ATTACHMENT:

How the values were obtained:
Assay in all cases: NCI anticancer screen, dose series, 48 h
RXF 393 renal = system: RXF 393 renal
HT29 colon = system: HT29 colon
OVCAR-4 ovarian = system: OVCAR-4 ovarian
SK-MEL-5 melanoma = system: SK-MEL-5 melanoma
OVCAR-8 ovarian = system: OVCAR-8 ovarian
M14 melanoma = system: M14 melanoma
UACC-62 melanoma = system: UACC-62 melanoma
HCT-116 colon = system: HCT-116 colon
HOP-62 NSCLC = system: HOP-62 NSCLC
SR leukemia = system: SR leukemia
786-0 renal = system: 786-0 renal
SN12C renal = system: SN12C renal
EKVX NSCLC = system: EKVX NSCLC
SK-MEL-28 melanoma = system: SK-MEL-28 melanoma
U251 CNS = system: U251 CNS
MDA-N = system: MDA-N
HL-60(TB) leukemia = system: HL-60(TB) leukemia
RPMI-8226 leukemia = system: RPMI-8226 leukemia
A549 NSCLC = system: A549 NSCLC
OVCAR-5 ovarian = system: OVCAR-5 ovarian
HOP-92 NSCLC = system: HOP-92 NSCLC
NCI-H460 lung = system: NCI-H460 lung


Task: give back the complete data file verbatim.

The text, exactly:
How the values were obtained:
Assay in all cases: NCI anticancer screen, dose series, 48 h
RXF 393 renal = system: RXF 393 renal
HT29 colon = system: HT29 colon
OVCAR-4 ovarian = system: OVCAR-4 ovarian
SK-MEL-5 melanoma = system: SK-MEL-5 melanoma
OVCAR-8 ovarian = system: OVCAR-8 ovarian
M14 melanoma = system: M14 melanoma
UACC-62 melanoma = system: UACC-62 melanoma
HCT-116 colon = system: HCT-116 colon
HOP-62 NSCLC = system: HOP-62 NSCLC
SR leukemia = system: SR leukemia
786-0 renal = system: 786-0 renal
SN12C renal = system: SN12C renal
EKVX NSCLC = system: EKVX NSCLC
SK-MEL-28 melanoma = system: SK-MEL-28 melanoma
U251 CNS = system: U251 CNS
MDA-N = system: MDA-N
HL-60(TB) leukemia = system: HL-60(TB) leukemia
RPMI-8226 leukemia = system: RPMI-8226 leukemia
A549 NSCLC = system: A549 NSCLC
OVCAR-5 ovarian = system: OVCAR-5 ovarian
HOP-92 NSCLC = system: HOP-92 NSCLC
NCI-H460 lung = system: NCI-H460 lung